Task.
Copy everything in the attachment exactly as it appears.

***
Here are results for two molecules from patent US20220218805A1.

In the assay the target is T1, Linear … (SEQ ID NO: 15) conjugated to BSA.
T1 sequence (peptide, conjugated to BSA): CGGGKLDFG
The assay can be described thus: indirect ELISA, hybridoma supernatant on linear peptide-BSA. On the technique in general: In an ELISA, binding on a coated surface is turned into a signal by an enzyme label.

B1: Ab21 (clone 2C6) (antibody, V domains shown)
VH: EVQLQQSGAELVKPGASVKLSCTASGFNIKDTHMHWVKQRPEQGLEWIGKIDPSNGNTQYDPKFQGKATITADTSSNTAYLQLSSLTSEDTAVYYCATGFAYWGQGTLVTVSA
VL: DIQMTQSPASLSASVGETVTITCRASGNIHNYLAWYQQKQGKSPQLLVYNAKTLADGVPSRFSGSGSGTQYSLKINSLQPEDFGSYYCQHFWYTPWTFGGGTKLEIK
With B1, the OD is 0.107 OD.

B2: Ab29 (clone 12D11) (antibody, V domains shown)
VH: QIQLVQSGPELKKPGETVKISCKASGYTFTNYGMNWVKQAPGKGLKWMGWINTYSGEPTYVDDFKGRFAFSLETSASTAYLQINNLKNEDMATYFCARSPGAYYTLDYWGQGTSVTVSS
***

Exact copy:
Here are results for two molecules from patent US20220218805A1.

In the assay the target is T1, Linear … (SEQ ID NO: 15) conjugated to BSA.
T1 sequence (peptide, conjugated to BSA): CGGGKLDFG
The assay can be described thus: indirect ELISA, hybridoma supernatant on linear peptide-BSA. On the technique in general: In an ELISA, binding on a coated surface is turned into a signal by an enzyme label.

B1: Ab21 (clone 2C6) (antibody, V domains shown)
VH: EVQLQQSGAELVKPGASVKLSCTASGFNIKDTHMHWVKQRPEQGLEWIGKIDPSNGNTQYDPKFQGKATITADTSSNTAYLQLSSLTSEDTAVYYCATGFAYWGQGTLVTVSA
VL: DIQMTQSPASLSASVGETVTITCRASGNIHNYLAWYQQKQGKSPQLLVYNAKTLADGVPSRFSGSGSGTQYSLKINSLQPEDFGSYYCQHFWYTPWTFGGGTKLEIK
With B1, the OD is 0.107 OD.

B2: Ab29 (clone 12D11) (antibody, V domains shown)
VH: QIQLVQSGPELKKPGETVKISCKASGYTFTNYGMNWVKQAPGKGLKWMGWINTYSGEPTYVDDFKGRFAFSLETSASTAYLQINNLKNEDMATYFCARSPGAYYTLDYWGQGTSVTVSS